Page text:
More letters, yup. It’s not confusing though, we promise. You already know RGB! “A” stands for “amber” and “W” stands for “white”. These are the latest and the greatest! Most companies, including TSG Weddings transitioned into LED lighting and bought RGB fixtures. Amber and white LED’s were expensive, and uncommon at the time. We could make MOST colors that my brides asked for with an RGB fixture, but it was definitely lacking something. The addition of white, amber, and UV LED’s into an RGB fixture changed the game. With just an RGB LED, there’s really no good way to make a brilliant white, or a deep rich amber color. Having those LED’s built into the fixture not only allows us to create those two colors properly, but the range of other colors we can create now by having 6 base colors instead of 3, is almost limitless.

DMX (Not The Rapper)

Last acronym, we swear! DMX stands for Digital Multiplex. We bet if you asked around, almost no one would know that! It’s an industry standard protocol for controlling lighting and effects. Lights get “DMX Addresses”, so the lighting controller (a piece of hardware or software) can talk to them and tell them what to do. You might be thinking: “Why are we telling you this, I don’t care.” Here’s why it matters: When a DJ or lighting company runs uplighting, each fixture gets a DMX Address. From the lighting controller, the operator tells the lights what to do. Now, if every light has the same DMX address, they’re all going to do the same thing at the same time. However, if each light has its own unique DMX address, each can be controlled individually, yet simultaneously. This gives the operator the freedom and control to create an infinite amount of possibilities with how the lights can be used. In over 10 years, we have never once come across another DJ company besides TSG Weddings, to individually DMX address their uplighting fixtures.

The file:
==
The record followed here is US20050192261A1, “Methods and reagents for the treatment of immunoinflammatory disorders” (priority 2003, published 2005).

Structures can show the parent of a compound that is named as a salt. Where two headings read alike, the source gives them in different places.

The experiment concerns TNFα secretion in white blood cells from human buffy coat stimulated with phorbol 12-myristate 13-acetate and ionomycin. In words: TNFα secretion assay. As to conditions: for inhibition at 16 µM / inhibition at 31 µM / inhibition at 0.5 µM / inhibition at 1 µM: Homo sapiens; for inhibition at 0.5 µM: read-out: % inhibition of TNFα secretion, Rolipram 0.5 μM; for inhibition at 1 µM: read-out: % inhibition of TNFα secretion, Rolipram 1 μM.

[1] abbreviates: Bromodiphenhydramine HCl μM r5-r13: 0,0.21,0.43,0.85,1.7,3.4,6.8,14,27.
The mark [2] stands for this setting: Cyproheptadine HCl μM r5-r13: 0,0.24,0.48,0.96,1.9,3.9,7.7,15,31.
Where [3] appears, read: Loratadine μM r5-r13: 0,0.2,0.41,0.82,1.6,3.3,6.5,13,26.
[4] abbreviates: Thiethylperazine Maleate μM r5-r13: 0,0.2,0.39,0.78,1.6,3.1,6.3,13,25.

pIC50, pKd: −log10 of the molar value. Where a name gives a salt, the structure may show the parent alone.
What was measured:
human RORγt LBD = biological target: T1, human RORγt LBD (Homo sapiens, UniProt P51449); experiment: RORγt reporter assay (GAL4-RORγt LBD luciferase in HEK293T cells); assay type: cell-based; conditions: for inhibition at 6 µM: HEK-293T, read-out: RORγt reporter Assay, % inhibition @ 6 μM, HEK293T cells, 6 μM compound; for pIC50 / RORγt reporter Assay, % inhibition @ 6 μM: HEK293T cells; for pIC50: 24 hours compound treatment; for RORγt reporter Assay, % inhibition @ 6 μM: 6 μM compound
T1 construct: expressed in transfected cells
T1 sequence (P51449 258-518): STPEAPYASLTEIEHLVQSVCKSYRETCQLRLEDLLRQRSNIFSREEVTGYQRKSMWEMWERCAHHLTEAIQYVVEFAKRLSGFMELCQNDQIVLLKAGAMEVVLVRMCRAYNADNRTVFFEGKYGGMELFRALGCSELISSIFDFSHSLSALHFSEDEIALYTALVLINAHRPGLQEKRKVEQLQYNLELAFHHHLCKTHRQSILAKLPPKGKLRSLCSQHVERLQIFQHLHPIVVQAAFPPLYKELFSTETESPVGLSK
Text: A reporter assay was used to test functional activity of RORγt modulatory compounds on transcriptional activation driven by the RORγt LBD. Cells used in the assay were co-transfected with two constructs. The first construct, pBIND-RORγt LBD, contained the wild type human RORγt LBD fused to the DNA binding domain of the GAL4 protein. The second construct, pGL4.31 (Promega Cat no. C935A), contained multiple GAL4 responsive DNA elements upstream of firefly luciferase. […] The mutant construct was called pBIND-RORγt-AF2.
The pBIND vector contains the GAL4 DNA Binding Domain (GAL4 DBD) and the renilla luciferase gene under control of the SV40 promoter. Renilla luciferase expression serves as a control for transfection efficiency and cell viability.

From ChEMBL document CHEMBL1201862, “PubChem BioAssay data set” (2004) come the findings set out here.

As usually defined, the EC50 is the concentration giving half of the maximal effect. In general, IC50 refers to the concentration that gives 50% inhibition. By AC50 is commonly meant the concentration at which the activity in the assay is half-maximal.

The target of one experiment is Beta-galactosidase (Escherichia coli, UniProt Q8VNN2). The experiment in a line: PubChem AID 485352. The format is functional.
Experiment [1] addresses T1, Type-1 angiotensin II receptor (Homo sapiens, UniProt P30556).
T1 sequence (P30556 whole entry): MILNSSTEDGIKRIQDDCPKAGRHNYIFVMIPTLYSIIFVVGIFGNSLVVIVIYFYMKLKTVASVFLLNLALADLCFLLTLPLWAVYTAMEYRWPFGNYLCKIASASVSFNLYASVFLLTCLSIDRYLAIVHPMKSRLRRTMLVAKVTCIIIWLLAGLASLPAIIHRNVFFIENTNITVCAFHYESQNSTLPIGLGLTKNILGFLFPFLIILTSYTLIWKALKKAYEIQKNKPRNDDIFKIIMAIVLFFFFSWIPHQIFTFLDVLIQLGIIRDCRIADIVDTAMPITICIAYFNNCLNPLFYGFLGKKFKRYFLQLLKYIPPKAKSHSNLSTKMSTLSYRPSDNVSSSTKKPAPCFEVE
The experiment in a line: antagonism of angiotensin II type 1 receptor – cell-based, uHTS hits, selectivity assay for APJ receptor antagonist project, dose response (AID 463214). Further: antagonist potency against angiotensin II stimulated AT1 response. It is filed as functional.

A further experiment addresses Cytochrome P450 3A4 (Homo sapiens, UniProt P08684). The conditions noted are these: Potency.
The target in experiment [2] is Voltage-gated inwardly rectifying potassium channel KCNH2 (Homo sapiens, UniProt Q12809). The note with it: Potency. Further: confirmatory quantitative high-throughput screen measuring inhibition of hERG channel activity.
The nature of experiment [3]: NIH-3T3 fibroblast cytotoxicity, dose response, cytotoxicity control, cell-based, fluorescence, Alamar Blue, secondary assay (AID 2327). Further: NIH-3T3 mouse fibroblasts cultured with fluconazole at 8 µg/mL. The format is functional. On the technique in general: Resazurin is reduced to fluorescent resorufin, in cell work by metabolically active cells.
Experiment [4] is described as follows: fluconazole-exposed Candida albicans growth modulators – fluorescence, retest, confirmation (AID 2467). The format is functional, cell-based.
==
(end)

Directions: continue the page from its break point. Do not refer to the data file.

Keeping Control

On occasion, we do events where other companies are contracted to provide lighting. We’re fine with this. We 100% believe in free enterprise. If your venue has their own free uplighting, but you want to hire your own and they say no, you should be wary as to why. More often than not, having multiple vendors isn’t an issue. That customization, allows you to more precisely achieve your wedding vision. What we don’t like, is when we’re working with another vendor, and they show up, setup their lights, and leave. What if something happens? What if one or more stops working? These are risks we’re just not willing to take. Anytime we book uplighting, it includes a lighting technician. This is a dedicated staff member from our team who sets up the lights, and remains on site throughout the event. Not only will we make sure everything remains perfect, but we’re happy to custom control the lights throughout the evening per your requests at no extra charge. You might be surprised how changing the lights after dinner, can re-energize guests after a wonderful meal, and make for a high energy dance floor.

Water Resistant